Below is my column on the resignation of Eric Holder as United States Attorney General. For civil libertarians, Holder’s tenure as Attorney General under President Obama has been one of the most damaging periods in our history with a comprehensive attack on various constitutional rights and principles from free speech to the free press to international law. In recent polling by NBC and the Wall Street Journal, Holder was the second most unpopular government official after the positively radioactive Arizona Sheriff Joe Arpaio.
As someone who previously called for Holder’s firing after the investigation of various journalists under national security powers, I am hardly one who can offer congratulatory sentiments for such a record. However, much like President Obama, one has to wonder what could have been if Holder had chosen a more principled and less political approach to his office. Holder is resigning the same week that a federal judge ordered the release of “Fast and Furious” documents after the Justice Department was accused of a pattern of delay and obstruction. Holder was previously held in contempt by Congress for his withholding documents and conflicting accounts to an oversight committee looking into the scandal. Indeed, Holder was looking at an even more aggressive period with the possible loss of the Senate and increased GOP seats in the House.
Ironically, Holder came into office trying to distinguish himself from such disastrous predecessors as Alberto Gonzales but proved no less political or blindly loyal to his own president. Indeed, both men fought aggressively to expand the powers of the presidency and national security laws over countervailing individual rights and separation of powers principles. It will be civil liberties and not civil rights that will be the lasting, and troubling, legacy of Eric Holder. The column is below:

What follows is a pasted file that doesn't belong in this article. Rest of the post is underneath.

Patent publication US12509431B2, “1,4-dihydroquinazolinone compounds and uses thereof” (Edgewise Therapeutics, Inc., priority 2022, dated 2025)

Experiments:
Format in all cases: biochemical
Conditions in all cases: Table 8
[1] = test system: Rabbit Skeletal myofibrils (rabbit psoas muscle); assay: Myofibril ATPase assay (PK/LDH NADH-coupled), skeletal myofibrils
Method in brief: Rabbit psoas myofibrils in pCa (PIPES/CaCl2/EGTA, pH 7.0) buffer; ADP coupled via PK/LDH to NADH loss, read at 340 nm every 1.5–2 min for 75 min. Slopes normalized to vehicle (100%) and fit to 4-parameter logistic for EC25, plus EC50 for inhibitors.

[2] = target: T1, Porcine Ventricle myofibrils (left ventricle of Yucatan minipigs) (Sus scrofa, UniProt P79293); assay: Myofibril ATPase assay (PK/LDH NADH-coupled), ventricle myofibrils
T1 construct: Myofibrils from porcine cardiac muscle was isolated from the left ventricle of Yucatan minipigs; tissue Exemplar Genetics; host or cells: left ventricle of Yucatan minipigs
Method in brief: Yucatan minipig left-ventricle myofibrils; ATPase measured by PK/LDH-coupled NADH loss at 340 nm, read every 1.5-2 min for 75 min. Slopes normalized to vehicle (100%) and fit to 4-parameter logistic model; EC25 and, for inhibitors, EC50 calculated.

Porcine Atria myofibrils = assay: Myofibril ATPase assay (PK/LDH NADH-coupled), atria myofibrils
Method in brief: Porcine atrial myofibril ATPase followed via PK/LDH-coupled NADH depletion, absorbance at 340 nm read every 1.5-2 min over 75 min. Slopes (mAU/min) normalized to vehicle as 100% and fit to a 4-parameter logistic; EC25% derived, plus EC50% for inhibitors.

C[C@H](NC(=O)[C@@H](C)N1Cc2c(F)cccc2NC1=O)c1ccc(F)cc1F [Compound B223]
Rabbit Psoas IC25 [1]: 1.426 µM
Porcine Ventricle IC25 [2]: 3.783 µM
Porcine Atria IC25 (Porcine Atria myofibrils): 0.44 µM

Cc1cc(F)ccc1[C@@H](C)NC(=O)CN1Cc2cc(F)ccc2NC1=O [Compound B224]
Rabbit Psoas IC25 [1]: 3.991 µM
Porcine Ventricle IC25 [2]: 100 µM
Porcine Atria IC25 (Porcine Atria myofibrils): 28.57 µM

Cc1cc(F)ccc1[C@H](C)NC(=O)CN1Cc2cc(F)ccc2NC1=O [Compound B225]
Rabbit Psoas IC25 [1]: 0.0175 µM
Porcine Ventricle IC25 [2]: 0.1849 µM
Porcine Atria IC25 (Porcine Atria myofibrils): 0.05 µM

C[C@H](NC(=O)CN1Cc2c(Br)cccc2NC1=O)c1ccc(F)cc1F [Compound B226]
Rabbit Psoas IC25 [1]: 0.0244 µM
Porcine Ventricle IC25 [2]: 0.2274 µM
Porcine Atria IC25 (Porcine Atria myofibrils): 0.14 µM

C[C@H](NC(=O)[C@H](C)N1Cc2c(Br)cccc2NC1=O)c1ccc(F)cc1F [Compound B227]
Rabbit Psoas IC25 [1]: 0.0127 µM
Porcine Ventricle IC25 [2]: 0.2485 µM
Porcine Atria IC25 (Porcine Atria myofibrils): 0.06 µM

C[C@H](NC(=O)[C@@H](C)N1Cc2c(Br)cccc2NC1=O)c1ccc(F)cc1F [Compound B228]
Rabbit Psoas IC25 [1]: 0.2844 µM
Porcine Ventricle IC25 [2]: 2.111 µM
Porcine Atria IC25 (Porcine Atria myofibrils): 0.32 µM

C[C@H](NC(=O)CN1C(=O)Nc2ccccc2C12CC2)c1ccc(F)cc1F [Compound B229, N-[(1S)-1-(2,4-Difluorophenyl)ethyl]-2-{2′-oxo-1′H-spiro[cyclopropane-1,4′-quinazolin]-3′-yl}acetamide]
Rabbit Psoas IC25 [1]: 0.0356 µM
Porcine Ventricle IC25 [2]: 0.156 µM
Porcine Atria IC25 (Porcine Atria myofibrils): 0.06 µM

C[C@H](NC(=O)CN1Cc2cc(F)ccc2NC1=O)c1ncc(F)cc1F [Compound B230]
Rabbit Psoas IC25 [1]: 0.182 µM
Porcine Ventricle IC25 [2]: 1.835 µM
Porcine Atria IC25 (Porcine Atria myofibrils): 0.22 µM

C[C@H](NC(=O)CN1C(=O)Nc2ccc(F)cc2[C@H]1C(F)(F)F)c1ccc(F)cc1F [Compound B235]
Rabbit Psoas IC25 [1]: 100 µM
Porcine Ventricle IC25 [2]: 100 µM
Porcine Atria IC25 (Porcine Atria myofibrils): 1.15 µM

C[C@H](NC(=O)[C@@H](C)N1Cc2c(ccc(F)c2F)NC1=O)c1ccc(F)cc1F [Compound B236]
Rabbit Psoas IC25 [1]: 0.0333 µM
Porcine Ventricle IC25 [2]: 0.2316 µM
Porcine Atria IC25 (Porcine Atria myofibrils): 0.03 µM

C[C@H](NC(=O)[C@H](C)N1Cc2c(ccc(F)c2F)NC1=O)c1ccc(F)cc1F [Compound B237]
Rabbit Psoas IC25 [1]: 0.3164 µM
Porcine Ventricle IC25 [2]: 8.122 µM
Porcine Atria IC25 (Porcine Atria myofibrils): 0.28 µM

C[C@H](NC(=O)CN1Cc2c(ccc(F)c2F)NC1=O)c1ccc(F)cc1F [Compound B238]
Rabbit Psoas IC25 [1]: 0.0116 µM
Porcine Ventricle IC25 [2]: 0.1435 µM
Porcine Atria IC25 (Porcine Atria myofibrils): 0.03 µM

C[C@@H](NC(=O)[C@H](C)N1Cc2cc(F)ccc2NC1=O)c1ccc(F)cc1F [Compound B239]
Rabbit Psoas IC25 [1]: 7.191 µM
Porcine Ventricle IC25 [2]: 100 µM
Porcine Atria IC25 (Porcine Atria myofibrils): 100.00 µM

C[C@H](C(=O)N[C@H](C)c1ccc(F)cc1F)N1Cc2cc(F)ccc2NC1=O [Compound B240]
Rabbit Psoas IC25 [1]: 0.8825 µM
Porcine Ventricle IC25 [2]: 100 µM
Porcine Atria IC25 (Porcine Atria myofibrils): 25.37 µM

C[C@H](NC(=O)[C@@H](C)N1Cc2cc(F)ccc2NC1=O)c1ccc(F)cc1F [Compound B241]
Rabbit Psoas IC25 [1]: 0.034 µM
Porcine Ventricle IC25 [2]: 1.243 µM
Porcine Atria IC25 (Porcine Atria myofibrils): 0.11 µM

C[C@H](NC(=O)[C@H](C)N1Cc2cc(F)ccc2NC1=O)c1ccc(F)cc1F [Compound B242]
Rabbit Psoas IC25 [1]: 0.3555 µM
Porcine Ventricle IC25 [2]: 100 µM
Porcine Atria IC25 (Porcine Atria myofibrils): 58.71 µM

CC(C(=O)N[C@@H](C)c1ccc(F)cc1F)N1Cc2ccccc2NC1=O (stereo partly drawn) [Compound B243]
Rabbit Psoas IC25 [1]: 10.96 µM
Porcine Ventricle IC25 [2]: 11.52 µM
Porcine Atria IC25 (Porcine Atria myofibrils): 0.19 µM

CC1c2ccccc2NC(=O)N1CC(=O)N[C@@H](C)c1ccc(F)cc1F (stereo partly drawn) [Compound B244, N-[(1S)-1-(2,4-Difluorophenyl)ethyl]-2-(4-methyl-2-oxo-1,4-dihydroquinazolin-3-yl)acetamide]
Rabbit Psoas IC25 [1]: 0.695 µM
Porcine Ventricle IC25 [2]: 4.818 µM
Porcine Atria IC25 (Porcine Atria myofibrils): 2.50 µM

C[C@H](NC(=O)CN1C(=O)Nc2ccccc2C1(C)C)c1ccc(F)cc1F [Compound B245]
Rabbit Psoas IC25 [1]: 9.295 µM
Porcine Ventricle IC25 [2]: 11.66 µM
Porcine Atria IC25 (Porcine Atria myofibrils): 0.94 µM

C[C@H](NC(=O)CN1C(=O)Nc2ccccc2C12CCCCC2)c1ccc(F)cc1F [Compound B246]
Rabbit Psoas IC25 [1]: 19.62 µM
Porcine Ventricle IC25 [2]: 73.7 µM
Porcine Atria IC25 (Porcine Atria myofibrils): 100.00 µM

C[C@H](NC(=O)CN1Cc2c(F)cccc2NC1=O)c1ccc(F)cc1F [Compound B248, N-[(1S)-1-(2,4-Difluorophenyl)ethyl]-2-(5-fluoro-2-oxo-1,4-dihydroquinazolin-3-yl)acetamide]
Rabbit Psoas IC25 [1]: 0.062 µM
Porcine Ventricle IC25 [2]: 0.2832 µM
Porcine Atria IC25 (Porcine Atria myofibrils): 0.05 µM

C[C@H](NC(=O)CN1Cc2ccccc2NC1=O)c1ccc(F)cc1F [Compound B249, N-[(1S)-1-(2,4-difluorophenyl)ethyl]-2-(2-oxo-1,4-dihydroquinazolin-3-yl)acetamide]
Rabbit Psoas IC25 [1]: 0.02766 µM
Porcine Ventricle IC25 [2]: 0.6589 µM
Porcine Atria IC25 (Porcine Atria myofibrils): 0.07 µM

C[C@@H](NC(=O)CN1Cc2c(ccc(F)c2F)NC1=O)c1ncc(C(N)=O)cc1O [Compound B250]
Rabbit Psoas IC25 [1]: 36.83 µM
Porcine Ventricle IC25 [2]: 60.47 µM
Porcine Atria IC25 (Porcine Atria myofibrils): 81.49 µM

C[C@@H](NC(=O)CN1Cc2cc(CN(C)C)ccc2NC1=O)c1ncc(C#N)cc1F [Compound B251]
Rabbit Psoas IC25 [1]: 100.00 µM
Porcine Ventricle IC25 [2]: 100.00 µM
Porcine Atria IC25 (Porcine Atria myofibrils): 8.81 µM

We previously discussed the arrest of U.S. District Judge Mark Fuller in Alabama for misdemeanor battery of his wife. Now members are raising the possibility of impeachment if he does not resign despite the absence of a conviction on the misdemeanor. Rep. Martha Roby (R., Alabama) is citing a rather novel source of extraconstitutional precedent: the NFL Ray Rice case.
We previously discussed the bizarre case of Faulkner County Circuit Judge Mike Maggio who was identified as an anonymous commenter known as “geauxjudge” in a an an interesting controversy in Arkansas where Maggio was was outed from online sites. Maggio previously apologized and withdrew from a race for the appellate court. The controversy raised the question of whether such comments should be a subject for ethical discipline and whether judges should have the right to comment anonymously on such sites. Now Maggio has been permanently removed from the bench for his discussion of a confidential adoption of a child by actress Charlize Theron. He agreed with the Arkansas Judicial Discipline and Disability Commission about the lifetime ban. However, the Arkansas Supreme Court rejected the recommendation because it included Maggio being suspended with pay until the end of the year when his term expires.